A Classic Can Rest in Peace After “Lost Boys: The Thirst”

You know those opening movie scenes that reek of ridiculous and make you say, “They can’t be for real.” And then when the scene builds to an unbelievable level of absurd, you hear someone yell, “Aaaand CUT!” revealing the movie-within-a-movie setup that has long worn out its novelty.

When watching Lost Boys: The Thirst, you may experience that feeling for its entire 81-minute runtime. The Thirst, the second sequel to the 80s vampire classic, demonstrates, in textbook fashion, how difficult it is to recreate the magic of an original piece. But, to its credit, the attempt puts Lost Boys: The Tribe (sequel #1) to shame and offers the kind of straight-to-video entertainment that you welcome from a washed-up actor whose last TV appearance was on an A&E reality show.

Despite The Thirst being a bad movie, it remains watchable for fans of the original because it uses nostalgia to power the narrative. Ignoring The Tribe, audiences see in The Thirst a chance to revisit the Frog brothers, whose lives have hit the skids in eerie comparison to the actors who first brought them to life 23 years ago (Corey Feldman and Jamison Newlander). Director Dario Piana seized the opportunity to create a parallel rarely seen in Hollywood: actors who look like s___ playing characters that are supposed to look like s___.

"Lady, does it LOOK like my career is on an upswing?"
Petty digs aside, the movie does its due diligence to connect itself to the original film in ways that The Tribe never did. For instance, fans get a quick recap of what has happened to the more memorable characters from The Lost Boys (spoiler alert: David and Max are still dead). Establishing this connection, even in passing, legitimizes writers Evan Charnov and Hans Rodionoff (yes, this opus needed TWO writers) as fans of The Lost Boys who wanted nothing more than to honor the original story, respect the intelligence of fellow vampire diehards…and put their own grubby little stamp on the title.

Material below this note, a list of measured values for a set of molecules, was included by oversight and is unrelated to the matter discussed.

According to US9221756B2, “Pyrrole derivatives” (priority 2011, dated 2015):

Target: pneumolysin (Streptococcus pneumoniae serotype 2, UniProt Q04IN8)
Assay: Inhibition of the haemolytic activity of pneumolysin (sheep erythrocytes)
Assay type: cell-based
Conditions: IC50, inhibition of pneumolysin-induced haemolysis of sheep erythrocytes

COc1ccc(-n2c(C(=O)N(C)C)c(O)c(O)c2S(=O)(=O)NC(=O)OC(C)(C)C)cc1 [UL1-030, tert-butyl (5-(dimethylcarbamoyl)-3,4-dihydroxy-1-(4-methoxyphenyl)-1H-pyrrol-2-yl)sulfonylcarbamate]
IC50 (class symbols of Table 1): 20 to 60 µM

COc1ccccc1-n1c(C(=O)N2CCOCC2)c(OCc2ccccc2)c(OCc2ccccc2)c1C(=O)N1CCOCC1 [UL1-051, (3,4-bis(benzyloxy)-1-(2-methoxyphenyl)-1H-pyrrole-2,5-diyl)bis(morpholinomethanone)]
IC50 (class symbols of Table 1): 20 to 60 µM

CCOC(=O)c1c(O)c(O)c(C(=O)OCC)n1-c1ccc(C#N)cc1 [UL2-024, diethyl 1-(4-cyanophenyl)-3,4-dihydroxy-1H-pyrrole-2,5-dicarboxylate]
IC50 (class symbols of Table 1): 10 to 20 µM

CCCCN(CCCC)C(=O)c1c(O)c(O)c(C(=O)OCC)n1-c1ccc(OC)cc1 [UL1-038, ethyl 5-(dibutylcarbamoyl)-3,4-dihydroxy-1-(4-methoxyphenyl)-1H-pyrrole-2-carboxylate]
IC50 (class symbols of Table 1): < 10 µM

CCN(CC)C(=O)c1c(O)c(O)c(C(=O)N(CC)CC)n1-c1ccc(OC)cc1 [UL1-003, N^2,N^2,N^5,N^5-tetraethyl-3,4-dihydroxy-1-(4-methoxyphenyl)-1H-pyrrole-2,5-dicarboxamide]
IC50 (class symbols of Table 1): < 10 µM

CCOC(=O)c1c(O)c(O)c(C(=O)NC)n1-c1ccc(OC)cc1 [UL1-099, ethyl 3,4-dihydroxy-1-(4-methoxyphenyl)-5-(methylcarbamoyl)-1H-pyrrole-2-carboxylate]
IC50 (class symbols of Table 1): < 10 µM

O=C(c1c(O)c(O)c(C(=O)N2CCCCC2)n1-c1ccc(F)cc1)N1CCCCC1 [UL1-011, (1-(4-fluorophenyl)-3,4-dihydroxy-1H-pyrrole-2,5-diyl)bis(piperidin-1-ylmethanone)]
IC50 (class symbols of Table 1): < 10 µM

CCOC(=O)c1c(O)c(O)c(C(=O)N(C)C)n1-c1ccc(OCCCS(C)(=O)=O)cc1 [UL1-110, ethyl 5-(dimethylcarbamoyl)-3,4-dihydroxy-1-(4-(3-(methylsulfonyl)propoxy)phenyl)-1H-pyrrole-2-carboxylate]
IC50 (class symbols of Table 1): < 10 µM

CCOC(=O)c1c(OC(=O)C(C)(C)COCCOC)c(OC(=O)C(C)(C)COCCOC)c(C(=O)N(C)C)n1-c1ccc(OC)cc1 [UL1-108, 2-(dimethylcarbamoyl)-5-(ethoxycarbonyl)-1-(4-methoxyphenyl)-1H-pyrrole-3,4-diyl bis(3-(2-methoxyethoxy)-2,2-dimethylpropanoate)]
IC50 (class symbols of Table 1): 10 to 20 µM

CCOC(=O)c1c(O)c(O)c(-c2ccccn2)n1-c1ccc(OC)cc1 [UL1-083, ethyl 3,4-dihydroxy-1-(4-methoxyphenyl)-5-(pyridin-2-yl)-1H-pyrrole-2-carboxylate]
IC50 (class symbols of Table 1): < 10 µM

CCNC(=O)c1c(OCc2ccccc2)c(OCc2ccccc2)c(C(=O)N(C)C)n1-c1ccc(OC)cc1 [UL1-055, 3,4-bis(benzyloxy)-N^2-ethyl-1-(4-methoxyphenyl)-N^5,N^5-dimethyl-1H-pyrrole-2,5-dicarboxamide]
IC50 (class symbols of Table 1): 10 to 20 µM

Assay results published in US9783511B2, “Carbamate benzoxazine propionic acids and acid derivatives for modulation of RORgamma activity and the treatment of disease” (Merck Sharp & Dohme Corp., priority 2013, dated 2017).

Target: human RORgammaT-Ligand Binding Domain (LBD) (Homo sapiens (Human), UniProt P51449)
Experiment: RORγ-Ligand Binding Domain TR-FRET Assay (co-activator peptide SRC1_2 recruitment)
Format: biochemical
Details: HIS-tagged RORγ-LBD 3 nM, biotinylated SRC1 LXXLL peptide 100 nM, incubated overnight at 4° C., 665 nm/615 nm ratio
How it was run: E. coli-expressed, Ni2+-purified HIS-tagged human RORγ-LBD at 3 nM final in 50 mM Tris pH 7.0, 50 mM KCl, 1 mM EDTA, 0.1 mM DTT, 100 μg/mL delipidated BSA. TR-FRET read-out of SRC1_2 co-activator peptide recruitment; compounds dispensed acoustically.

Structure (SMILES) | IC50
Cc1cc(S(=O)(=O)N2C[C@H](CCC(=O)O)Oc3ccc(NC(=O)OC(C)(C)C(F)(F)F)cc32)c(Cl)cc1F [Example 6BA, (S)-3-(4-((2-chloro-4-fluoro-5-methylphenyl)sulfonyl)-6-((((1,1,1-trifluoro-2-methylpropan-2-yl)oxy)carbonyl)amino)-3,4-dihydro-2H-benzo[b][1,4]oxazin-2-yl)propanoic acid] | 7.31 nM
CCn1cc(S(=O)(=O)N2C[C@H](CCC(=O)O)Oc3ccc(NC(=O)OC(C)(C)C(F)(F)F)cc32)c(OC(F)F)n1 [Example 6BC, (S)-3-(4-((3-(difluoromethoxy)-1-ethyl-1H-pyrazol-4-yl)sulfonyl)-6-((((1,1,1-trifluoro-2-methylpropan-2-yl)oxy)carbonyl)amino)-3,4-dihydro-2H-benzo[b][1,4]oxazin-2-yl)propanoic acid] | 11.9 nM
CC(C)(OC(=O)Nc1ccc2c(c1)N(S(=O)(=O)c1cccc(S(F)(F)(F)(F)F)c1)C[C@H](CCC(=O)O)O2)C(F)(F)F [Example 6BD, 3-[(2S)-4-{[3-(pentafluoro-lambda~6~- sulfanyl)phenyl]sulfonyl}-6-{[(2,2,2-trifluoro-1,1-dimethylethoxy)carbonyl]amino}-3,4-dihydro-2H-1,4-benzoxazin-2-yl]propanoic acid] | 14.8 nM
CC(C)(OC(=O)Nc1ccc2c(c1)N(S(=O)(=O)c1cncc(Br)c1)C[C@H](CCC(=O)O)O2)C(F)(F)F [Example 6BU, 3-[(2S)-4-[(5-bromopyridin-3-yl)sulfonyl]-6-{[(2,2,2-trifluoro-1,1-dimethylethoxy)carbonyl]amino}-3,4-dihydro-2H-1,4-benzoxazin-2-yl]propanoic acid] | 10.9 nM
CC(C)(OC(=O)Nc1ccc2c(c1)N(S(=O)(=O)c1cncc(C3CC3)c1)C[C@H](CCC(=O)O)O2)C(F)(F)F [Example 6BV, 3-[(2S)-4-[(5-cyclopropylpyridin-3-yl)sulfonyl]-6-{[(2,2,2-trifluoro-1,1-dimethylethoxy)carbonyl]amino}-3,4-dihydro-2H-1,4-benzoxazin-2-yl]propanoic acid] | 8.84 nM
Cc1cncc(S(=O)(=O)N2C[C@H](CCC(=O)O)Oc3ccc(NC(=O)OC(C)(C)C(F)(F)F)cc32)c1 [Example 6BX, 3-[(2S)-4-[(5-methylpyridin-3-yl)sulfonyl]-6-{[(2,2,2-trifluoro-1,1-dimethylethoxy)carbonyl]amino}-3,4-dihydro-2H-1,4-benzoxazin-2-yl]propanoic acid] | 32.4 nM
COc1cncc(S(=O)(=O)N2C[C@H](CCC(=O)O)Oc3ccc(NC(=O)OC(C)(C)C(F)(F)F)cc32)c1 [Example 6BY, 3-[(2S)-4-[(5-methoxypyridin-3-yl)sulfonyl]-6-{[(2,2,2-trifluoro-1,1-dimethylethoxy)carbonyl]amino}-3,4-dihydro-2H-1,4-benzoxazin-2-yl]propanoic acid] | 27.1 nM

For fans who missed or were thoroughly disappointed by Lost Boys: The Tribe, but have a morbid curiosity for how Edgar and Alan Frog might live on in a way that more accurately reflects their memory of them, Lost Boys: The Thirst is not the worst hour and twenty-one minutes you’ll spend with Corey Feldman. If you watched three episodes of The Two Coreys, you’ve already done that.

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